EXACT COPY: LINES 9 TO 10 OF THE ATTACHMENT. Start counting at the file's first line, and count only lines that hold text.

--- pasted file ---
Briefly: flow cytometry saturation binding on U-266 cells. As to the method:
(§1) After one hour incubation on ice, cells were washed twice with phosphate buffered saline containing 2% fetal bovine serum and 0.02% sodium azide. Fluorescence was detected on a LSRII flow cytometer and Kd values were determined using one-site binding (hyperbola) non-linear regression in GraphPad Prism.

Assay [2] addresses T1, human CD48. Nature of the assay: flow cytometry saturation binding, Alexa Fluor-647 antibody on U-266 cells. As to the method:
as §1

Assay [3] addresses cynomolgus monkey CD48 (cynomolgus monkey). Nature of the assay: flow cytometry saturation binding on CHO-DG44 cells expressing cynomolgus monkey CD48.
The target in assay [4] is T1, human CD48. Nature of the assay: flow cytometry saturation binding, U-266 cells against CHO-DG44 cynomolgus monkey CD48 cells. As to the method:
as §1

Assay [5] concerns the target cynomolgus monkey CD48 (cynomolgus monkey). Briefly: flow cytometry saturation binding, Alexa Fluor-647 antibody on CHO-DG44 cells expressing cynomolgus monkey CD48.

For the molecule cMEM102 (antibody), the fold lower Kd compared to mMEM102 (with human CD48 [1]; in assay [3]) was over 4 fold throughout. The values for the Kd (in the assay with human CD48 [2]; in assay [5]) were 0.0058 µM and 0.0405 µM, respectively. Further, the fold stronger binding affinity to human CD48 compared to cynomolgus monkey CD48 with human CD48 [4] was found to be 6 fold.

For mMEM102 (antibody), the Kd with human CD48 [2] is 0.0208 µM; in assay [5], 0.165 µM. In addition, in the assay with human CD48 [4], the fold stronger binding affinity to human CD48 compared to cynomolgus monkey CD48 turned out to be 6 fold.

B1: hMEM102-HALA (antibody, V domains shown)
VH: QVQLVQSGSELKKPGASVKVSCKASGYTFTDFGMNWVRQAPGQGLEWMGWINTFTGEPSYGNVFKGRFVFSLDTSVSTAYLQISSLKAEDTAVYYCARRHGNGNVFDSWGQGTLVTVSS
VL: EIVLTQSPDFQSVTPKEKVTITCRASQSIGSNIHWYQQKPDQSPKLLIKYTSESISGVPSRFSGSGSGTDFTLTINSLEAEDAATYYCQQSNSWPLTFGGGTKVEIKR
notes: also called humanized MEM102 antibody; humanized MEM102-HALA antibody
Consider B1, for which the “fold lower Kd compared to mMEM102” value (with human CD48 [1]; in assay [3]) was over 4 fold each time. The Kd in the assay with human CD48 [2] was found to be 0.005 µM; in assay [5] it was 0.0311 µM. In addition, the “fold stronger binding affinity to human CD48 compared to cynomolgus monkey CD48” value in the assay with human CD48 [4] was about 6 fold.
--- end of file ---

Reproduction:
For the molecule cMEM102 (antibody), the fold lower Kd compared to mMEM102 (with human CD48 [1]; in assay [3]) was over 4 fold throughout. The values for the Kd (in the assay with human CD48 [2]; in assay [5]) were 0.0058 µM and 0.0405 µM, respectively. Further, the fold stronger binding affinity to human CD48 compared to cynomolgus monkey CD48 with human CD48 [4] was found to be 6 fold.

For mMEM102 (antibody), the Kd with human CD48 [2] is 0.0208 µM; in assay [5], 0.165 µM. In addition, in the assay with human CD48 [4], the fold stronger binding affinity to human CD48 compared to cynomolgus monkey CD48 turned out to be 6 fold.